…that will change your gaming forever!

Ok, graphics cards are key to succeed, but a V8 engine in an LADA car will not transform your old friend into the best vehicle ever … (we love LADA, don’t get us wrong :) ). If you don’t believe us, then you’ll believe our “Fountain of Knowledge”, Mike.

While upgrading your graphics card is one of the biggest changes to make to a PC, it’s not the only hardware alteration that can have a significant difference on performance – installing a PNY SSD or our DDR4 memory can also give a system a speed boost.

We’ve delved into SSDs and memory to find out how much better these components are than hard disks and slower RAM – and to find out how much quicker they’ll make your games.

— Getting Games Running Quickly —

The first step to make games run quickly is to buy the right graphics card – whether it’s an affordable GPU for solid 1080p playback or a monster card that’ll handle 4K without breaking a sweat.

Once that card’s installed and running, there’s still more that can be done to get your PC running at its best – and to make sure that you get gaming faster.

It’s worth examining your storage: if your PC relies on a hard disk, then games will load slowly when compared to PNY’s CS2211 240GB SSD. That’s no surprise – a hard disk relies on discs that spin at a set speed, while SSDs deploy the sort of high-speed chips found in memory.

Don’t just take our word for it: the facts back us up. It took just under 21 seconds to boot CS:GO and the same length of time to load a level with an SSD in our machine, but with a hard disk it was four seconds slower when booting and twelve seconds behind when loading levels. That’s not unusual: DOTA 2 booted in under nine seconds in our SSD rig, but in almost 19 seconds with a hard disk.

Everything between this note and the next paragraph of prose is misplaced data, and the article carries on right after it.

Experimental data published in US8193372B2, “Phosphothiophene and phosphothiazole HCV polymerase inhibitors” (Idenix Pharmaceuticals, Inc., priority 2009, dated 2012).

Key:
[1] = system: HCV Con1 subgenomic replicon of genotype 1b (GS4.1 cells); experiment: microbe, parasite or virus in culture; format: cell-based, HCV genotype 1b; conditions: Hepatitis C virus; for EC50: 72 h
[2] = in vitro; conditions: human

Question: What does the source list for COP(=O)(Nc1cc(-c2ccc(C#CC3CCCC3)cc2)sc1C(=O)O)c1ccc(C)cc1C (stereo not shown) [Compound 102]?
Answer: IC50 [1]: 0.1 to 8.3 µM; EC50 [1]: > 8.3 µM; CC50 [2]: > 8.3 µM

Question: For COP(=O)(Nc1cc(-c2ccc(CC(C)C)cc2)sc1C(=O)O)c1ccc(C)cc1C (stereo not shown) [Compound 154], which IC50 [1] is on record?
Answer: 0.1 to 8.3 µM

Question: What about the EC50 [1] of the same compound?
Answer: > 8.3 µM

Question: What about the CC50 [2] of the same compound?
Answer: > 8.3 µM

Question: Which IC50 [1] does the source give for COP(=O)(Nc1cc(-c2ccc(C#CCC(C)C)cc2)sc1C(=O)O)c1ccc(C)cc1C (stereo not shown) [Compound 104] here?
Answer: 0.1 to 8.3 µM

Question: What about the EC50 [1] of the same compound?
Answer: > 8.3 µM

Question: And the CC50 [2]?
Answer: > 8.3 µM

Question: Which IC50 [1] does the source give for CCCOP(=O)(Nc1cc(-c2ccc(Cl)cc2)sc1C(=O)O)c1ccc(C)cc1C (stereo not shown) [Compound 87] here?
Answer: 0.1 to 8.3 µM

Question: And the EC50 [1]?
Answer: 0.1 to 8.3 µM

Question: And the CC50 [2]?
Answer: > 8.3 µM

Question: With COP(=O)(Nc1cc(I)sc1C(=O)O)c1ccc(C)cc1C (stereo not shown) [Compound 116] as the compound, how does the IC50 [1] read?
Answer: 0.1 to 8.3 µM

It’s the same with high-end games. Middle Earth: Shadow of Mordor took 15 seconds to load with an SSD – but nine seconds extra on a hard disk. And GTA V’s 42s SSD boot time decreased to 56s on a platter-based product.


Once you’ve installed an SSD, make sure you’ve got the right kind of memory – because faster memory will mean better PC performance. A kit like PNY’s Anarchy DDR4 fits the bill. It’s a 16GB kit, which is huge, and it runs at 2,800MHz – one of the better DDR4 speeds available.

Tests demonstrate the impact that higher-speed memory can have on a machine: PNY’s kit saw a Battlefield 4 test run with a 64fps minimum framerate at a 76.73fps average, while a lesser memory kit running at 2,400MHz returned the same minimum framerate but an average that was almost half a frame behind. In Geekbench 3, our high-speed memory machine scored a multi-core result of 11,757 – but the slower system only managed to score 11,220 in the same test.

Upping memory speeds won’t provide a boost like adding a new graphics card, but it’s still an important area – and worth considering if you want to get the most from your games.

— More Little Details —

So, you’ve got a new graphics card, your games fly from your factory-fresh SSD, and you’ve got lightning-quick memory – it’s almost time to play some games.

geforce-experienceBefore you boot your favourite titles, though, take a look through some of the finer details. Make sure you’ve got the latest GPU drivers, because that’s the only way to ensure that your graphics card is going to run at its best, especially with newer titles. Similarly, run Windows Update to keep your system at peak performance.

If you’re feeling more confident, delve into the networking options – if you can prioritise games ahead of other applications that use the internet, your ping will be better – and you’ll win more often.

Memory and storage aren’t the most glamourous areas in a PC, but that doesn’t mean they can be ignored.

Fitting a new SSD and using faster memory can both have significant impacts on game performance and loading times. And they’re both vital, because they mean that top titles will have better framerates – and that you’ll be able to play better.

Mike Jennings, aka Fountain of Knowledge
Word warrior: TrustedReviews, TechRadar, IT Pro, Custom PC and more.

Mike Jennings is a freelance technology journalist who has covered components, PCs, laptops and hardware for almost a decade – and he’s been a PC gamer for twenty years.